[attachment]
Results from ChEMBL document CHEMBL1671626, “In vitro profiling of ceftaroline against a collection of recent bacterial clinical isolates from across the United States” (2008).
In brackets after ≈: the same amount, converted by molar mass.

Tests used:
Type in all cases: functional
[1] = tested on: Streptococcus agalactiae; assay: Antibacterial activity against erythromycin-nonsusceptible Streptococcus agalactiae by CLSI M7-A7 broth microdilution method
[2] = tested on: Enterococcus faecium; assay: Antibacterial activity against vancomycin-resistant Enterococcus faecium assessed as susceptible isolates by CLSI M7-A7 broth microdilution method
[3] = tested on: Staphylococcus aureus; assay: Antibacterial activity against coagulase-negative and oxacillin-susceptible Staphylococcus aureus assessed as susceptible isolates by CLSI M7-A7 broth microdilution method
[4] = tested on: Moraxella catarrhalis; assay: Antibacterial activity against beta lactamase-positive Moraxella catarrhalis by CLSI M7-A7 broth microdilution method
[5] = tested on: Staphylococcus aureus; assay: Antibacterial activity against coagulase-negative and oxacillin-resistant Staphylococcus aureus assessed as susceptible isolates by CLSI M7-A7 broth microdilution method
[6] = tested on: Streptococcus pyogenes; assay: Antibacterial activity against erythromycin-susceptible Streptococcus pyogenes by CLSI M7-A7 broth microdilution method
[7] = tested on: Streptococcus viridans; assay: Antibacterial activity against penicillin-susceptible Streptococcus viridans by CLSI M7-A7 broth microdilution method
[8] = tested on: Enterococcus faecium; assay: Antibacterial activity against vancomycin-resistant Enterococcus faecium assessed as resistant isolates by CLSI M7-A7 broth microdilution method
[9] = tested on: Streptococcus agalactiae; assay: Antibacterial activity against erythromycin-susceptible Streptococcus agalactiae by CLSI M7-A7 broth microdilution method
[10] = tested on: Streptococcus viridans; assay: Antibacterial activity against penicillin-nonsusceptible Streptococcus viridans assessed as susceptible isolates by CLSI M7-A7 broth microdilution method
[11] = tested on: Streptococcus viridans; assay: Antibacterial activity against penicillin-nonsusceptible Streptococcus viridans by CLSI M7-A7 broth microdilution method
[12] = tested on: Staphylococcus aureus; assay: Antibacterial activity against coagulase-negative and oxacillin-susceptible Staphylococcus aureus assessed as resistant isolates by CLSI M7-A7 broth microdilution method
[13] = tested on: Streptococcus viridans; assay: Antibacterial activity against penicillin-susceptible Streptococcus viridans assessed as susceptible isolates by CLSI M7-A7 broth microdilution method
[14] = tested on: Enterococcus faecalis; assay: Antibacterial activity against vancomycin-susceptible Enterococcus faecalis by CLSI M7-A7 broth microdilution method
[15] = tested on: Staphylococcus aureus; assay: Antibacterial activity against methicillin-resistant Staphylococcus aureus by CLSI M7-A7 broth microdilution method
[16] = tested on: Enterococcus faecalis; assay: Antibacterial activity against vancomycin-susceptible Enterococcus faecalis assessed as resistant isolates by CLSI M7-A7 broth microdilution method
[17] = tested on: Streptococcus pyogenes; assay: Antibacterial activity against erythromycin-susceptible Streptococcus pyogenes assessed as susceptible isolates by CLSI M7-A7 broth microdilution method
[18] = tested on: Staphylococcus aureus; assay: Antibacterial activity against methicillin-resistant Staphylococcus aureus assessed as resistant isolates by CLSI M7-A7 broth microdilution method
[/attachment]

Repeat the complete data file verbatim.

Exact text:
Results from ChEMBL document CHEMBL1671626, “In vitro profiling of ceftaroline against a collection of recent bacterial clinical isolates from across the United States” (2008).
In brackets after ≈: the same amount, converted by molar mass.

Tests used:
Type in all cases: functional
[1] = tested on: Streptococcus agalactiae; assay: Antibacterial activity against erythromycin-nonsusceptible Streptococcus agalactiae by CLSI M7-A7 broth microdilution method
[2] = tested on: Enterococcus faecium; assay: Antibacterial activity against vancomycin-resistant Enterococcus faecium assessed as susceptible isolates by CLSI M7-A7 broth microdilution method
[3] = tested on: Staphylococcus aureus; assay: Antibacterial activity against coagulase-negative and oxacillin-susceptible Staphylococcus aureus assessed as susceptible isolates by CLSI M7-A7 broth microdilution method
[4] = tested on: Moraxella catarrhalis; assay: Antibacterial activity against beta lactamase-positive Moraxella catarrhalis by CLSI M7-A7 broth microdilution method
[5] = tested on: Staphylococcus aureus; assay: Antibacterial activity against coagulase-negative and oxacillin-resistant Staphylococcus aureus assessed as susceptible isolates by CLSI M7-A7 broth microdilution method
[6] = tested on: Streptococcus pyogenes; assay: Antibacterial activity against erythromycin-susceptible Streptococcus pyogenes by CLSI M7-A7 broth microdilution method
[7] = tested on: Streptococcus viridans; assay: Antibacterial activity against penicillin-susceptible Streptococcus viridans by CLSI M7-A7 broth microdilution method
[8] = tested on: Enterococcus faecium; assay: Antibacterial activity against vancomycin-resistant Enterococcus faecium assessed as resistant isolates by CLSI M7-A7 broth microdilution method
[9] = tested on: Streptococcus agalactiae; assay: Antibacterial activity against erythromycin-susceptible Streptococcus agalactiae by CLSI M7-A7 broth microdilution method
[10] = tested on: Streptococcus viridans; assay: Antibacterial activity against penicillin-nonsusceptible Streptococcus viridans assessed as susceptible isolates by CLSI M7-A7 broth microdilution method
[11] = tested on: Streptococcus viridans; assay: Antibacterial activity against penicillin-nonsusceptible Streptococcus viridans by CLSI M7-A7 broth microdilution method
[12] = tested on: Staphylococcus aureus; assay: Antibacterial activity against coagulase-negative and oxacillin-susceptible Staphylococcus aureus assessed as resistant isolates by CLSI M7-A7 broth microdilution method
[13] = tested on: Streptococcus viridans; assay: Antibacterial activity against penicillin-susceptible Streptococcus viridans assessed as susceptible isolates by CLSI M7-A7 broth microdilution method
[14] = tested on: Enterococcus faecalis; assay: Antibacterial activity against vancomycin-susceptible Enterococcus faecalis by CLSI M7-A7 broth microdilution method
[15] = tested on: Staphylococcus aureus; assay: Antibacterial activity against methicillin-resistant Staphylococcus aureus by CLSI M7-A7 broth microdilution method
[16] = tested on: Enterococcus faecalis; assay: Antibacterial activity against vancomycin-susceptible Enterococcus faecalis assessed as resistant isolates by CLSI M7-A7 broth microdilution method
[17] = tested on: Streptococcus pyogenes; assay: Antibacterial activity against erythromycin-susceptible Streptococcus pyogenes assessed as susceptible isolates by CLSI M7-A7 broth microdilution method
[18] = tested on: Staphylococcus aureus; assay: Antibacterial activity against methicillin-resistant Staphylococcus aureus assessed as resistant isolates by CLSI M7-A7 broth microdilution method